We left them with a terrific infographic from the National Academy study “Continuing Innovation in Information Technology“, which shows the economic impact of different areas of fundamental IT research. The 2-pager flyer and the whole National Academy report, Depicting Innovation in Information Technology, is available on the National Academies of Science, Engineering, and Medicine Computer Science Telecommunications Board (CSTB) site.
Continuing Innovation in Information Technology

Even with many folks in Congress having a higher priority of passing a budget and getting back home to their districts to prepare for elections, all the staffers were gracious and genuinely interested in our field. (Who wouldn’t be? 😉 )

Kudos to the Computing Research Association for providing a wonderful opportunity to engage with policy folks.

CAIDA’s 2015 Annual Report

Tuesday, July 19th, 2016 by kc

[Executive summary and link below]

The CAIDA annual report summarizes CAIDA’s activities for 2015, in the areas of research, infrastructure, data collection and analysis. Our research projects span Internet topology, routing, security, economics, future Internet architectures, and policy. Our infrastructure, software development, and data sharing activities support measurement-based internet research, both at CAIDA and around the world, with focus on the health and integrity of the global Internet ecosystem. The executive summary is excerpted below:

Mapping the Internet. We continued to pursue Internet cartography, improving our IPv4 and IPv6 topology mapping capabilities using our expanding and extensible Ark measurement infrastructure. We improved the accuracy and sophistication of our topology annotation capabilities, including classification of ISPs and their business relationships. Using our evolving IP address alias resolution measurement system, we collected curated, and released another Internet Topology Data Kit (ITDK).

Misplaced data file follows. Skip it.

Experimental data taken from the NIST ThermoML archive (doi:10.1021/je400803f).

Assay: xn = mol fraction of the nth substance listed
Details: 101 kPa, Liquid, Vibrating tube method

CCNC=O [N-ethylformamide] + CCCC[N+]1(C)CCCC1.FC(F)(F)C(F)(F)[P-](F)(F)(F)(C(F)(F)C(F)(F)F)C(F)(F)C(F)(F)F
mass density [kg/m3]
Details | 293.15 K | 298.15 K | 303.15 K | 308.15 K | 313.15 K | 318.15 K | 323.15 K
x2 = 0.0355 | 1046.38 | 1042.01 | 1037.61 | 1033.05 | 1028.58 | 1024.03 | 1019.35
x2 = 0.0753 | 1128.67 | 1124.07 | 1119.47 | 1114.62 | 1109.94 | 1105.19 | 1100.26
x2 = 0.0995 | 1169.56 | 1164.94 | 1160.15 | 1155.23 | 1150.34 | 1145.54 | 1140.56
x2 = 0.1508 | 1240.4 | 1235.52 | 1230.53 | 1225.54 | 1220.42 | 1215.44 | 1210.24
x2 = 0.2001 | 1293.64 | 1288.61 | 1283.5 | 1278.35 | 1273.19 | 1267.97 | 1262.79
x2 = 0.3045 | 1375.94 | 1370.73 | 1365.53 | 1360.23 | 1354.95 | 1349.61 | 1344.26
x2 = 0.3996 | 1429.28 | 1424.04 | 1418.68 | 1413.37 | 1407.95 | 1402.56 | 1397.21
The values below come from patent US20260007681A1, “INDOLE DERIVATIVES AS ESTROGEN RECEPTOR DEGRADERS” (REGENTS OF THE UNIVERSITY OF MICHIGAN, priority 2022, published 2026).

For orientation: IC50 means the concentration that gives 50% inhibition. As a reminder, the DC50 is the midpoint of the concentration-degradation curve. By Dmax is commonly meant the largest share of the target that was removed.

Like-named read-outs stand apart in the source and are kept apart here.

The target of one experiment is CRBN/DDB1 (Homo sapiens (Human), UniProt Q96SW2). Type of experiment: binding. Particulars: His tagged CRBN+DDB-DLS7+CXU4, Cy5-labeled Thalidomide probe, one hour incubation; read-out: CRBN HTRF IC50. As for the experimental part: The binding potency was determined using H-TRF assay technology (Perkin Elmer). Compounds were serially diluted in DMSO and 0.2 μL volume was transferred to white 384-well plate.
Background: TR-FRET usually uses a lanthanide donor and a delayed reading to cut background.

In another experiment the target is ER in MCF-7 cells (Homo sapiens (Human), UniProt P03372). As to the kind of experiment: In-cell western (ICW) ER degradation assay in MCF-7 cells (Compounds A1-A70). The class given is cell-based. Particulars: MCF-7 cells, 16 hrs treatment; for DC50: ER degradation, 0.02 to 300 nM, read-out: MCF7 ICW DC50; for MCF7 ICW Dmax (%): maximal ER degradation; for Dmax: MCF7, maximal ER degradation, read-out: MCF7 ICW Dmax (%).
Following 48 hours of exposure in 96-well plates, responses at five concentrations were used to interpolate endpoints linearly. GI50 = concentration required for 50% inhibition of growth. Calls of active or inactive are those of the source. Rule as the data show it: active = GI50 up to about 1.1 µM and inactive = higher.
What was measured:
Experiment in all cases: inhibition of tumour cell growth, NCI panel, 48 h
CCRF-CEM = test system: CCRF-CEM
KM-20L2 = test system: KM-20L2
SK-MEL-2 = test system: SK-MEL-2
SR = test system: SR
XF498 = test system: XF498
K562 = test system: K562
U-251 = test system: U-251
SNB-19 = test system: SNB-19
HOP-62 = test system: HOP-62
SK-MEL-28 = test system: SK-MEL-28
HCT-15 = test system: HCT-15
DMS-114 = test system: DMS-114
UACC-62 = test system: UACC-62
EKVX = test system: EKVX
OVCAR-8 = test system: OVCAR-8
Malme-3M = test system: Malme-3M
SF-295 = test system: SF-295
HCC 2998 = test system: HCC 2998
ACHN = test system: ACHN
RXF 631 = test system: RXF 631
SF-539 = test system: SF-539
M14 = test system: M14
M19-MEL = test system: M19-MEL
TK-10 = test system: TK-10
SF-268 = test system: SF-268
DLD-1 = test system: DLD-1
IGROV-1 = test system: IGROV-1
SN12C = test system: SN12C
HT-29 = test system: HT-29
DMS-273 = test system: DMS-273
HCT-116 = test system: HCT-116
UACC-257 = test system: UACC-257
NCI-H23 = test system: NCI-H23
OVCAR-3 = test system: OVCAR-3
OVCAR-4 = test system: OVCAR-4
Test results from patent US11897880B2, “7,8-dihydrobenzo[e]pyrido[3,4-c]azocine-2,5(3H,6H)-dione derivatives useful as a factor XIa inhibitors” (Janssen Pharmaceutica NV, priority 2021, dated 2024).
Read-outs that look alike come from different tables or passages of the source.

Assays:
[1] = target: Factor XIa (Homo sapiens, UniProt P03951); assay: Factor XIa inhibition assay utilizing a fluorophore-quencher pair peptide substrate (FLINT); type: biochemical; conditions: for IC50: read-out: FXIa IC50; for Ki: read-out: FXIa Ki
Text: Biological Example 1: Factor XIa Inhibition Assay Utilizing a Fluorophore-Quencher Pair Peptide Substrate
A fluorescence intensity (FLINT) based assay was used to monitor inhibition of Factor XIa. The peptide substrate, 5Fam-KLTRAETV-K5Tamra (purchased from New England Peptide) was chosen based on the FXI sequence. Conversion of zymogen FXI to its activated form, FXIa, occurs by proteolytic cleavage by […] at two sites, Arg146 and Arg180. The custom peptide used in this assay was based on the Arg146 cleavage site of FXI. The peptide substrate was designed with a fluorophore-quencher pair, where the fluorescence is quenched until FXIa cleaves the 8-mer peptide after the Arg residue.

Mapping Interconnection Connectivity and Congestion.
We used the Ark infrastructure to support an ambitious collaboration with MIT to map the rich mesh of interconnection in the Internet, with a focus on congestion induced by evolving peering and traffic management practices of CDNs and access ISPs, including methods to detect and localize the congestion to specific points in networks. We undertook several studies to pursue different dimensions of this challenge: identification of interconnection borders from comprehensive measurements of the global Internet topology; identification of the actual physical location (facility) of an interconnection in specific circumstances; and mapping observed evidence of congestion at points of interconnection. We continued producing other related data collection and analysis to enable evaluation of these measurements in the larger context of the evolving ecosystem: quantifying a given ISP’s global routing footprint; classification of autonomous systems (ASes) according to business type; and mapping ASes to their owning organizations. In parallel, we examined the peering ecosystem from an economic perspective, exploring fundamental weaknesses and systemic problems of the currently deployed economic framework of Internet interconnection that will continue to cause peering disputes between ASes.

Monitoring Global Internet Security and Stability. We conduct other global monitoring projects, which focus on security and stability aspects of the global Internet: traffic interception events (hijacks), macroscopic outages, and network filtering of spoofed packets. Each of these projects leverages the existing Ark infrastructure, but each has also required the development of new measurement and data aggregation and analysis tools and infrastructure, now at various stages of development. We were tremendously excited to finally finish and release BGPstream, a software framework for processing large amounts of historical and live BGP measurement data. BGPstream serves as one of several data analysis components of our outage-detection monitoring infrastructure, a prototype of which was operating at the end of the year. We published four other papers that either use or leverage the results of internet scanning and other unsolicited traffic to infer macroscopic properties of the Internet.